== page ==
I’VE made no secret of my disgust with the rhetoric adopted by certain UK parties and media outlets when discussing migrants and refugees.

Last Thursday, Prime Minister David Cameron was un-statesmanlike in his dehumanising description of the migrants gathering at Calais as a “swarm.”

In likening them to insects he sets a tone for future discussions which is both shocking in its callousness and yet still unsurprising, given the UK government’s recent approach to the migrant crisis.

Every day migrants are risking their lives crossing the Mediterranean and the Home Secretary Theresa May continuously rejects opportunities to work constructively with other European governments to find a solution to the problem.

Compared to other European countries we in the UK take in an incredibly small fraction of the world’s refugees and, faced with the greatest migrant crisis in decades, the UK government is still refusing to care for its fair share of refugees.

Don't believe the rhetoric or hype, Scotland isn't flooded or swamped with refugees, we have barely over 3,000 asylum seekers in Scotland.

I had hoped that the widespread criticism of David Cameron’s comments and the discussion it has provoked, about how we across the UK treat people who come to our shores seeking peace and protection, would cause his government to reconsider this approach.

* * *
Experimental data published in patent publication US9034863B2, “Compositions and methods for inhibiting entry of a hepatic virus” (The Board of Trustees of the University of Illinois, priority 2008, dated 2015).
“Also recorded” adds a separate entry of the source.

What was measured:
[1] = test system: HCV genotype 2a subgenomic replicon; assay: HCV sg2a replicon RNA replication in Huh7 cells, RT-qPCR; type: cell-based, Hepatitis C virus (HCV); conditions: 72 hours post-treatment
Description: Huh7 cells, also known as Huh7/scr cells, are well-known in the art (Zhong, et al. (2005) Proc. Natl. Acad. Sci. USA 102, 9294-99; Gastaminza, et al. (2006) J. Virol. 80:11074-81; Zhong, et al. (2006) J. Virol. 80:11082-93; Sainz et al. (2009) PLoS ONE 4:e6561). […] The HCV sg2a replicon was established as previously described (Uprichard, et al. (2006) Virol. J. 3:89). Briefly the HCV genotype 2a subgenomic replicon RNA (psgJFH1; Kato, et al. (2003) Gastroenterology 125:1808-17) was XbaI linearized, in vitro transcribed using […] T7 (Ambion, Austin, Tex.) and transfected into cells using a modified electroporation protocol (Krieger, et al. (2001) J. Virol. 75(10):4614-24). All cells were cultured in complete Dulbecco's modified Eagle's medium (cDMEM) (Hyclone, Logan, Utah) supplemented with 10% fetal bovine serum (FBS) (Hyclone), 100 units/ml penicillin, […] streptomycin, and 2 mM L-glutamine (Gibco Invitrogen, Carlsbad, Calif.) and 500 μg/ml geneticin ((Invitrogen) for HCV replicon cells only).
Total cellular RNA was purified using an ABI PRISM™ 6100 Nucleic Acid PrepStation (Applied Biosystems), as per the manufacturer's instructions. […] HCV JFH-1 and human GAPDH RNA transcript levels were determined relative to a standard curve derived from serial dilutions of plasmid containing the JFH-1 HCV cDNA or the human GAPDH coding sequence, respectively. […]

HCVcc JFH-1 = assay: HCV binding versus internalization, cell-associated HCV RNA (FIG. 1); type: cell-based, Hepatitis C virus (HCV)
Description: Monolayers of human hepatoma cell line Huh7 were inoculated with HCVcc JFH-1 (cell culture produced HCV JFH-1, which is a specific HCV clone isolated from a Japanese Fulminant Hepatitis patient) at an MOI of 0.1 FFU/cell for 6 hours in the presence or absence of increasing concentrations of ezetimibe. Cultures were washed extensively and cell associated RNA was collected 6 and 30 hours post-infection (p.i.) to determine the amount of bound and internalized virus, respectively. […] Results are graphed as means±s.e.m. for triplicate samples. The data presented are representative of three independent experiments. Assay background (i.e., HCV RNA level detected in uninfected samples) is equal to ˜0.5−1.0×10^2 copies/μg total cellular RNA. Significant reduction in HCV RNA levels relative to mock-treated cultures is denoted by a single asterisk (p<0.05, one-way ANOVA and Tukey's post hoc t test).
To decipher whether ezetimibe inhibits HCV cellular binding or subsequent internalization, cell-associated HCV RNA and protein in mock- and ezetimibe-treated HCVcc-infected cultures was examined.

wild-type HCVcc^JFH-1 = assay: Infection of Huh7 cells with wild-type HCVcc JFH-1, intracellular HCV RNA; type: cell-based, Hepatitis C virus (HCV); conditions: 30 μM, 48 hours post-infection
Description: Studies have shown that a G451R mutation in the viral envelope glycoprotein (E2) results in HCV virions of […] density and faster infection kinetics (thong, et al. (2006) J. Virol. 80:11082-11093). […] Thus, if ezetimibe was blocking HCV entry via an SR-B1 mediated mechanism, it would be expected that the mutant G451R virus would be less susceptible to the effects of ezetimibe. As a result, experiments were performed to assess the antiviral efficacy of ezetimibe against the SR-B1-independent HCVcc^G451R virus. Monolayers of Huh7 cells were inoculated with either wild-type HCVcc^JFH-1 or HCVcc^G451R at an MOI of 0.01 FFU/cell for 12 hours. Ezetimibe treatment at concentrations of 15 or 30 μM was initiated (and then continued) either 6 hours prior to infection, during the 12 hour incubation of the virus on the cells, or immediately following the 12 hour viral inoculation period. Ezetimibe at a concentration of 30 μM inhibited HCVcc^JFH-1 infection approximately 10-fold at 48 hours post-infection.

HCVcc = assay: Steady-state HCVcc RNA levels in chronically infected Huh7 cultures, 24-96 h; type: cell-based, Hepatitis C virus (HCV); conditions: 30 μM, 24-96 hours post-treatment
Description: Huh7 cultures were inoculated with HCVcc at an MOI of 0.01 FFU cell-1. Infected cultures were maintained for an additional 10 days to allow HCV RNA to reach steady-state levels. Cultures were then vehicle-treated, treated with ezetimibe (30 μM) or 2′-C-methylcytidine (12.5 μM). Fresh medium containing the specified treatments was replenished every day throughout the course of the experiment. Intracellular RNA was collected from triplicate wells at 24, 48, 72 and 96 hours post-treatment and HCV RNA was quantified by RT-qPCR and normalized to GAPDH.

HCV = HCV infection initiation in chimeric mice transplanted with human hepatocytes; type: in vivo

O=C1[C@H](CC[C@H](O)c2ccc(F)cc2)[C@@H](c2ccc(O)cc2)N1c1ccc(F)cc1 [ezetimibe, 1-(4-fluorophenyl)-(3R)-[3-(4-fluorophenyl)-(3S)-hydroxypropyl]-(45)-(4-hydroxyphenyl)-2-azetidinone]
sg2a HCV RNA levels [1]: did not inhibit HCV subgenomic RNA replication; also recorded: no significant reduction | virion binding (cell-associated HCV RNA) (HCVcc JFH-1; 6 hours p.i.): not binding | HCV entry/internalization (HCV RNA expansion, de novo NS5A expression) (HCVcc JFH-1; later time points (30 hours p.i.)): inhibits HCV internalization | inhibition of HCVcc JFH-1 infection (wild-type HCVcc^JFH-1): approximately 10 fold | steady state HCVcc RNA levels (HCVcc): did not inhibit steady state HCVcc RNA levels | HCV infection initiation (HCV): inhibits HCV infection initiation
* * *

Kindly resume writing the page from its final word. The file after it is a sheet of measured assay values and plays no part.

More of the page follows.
However, following the UK government’s emergency Cobra meeting his answer seems to have been “more dogs” and beefing up security, this is a short term solution to a long term issue.

Throughout its 81 year history the SNP has never wavered in its opposition to the existence of a House of Lords.

Westminster’s unelected second chamber is not only a colossal waste of money – over 700 peers are paid up to £300 a day just to turn up – but it also undermines democracy in the UK.

The House of Lords benches are filled with UK party donors and cronies, none of whom were picked by the electorate to represent their interests.

The alleged behaviour of Lord Sewell which was misogynistic, undignified and potentially illegal highlights how farcical the institution has become.

From Cash for Honours to coke habits its increasingly clear the House of Lords is not just rotten round the edges – its rotten to the core.

Finally, last week I attended a public meeting held by the G51 Free Parking Group, a community protest organisation I have mentioned in this column on a number of occasions.

Over the course of the G51 group’s campaign it has becoming increasingly clear that the parking proposals for Linthouse, Drumoyne and Shieldhall, which include unfair charges for residents and local business-owners, are completely unfit for purpose.

I have written to Gordon Matheson to call for a unified cross-party approach – whether its asking the Scottish Government to appoint an independent reporter, holding a public hearing or bringing the proposals to full council, he needs to sit down at a table with the G51group and council officials and find a solution as soon as possible.

We have a slogan in this city that People Make Glasgow, it is about time the people weren't ignored by Glasgow City Council.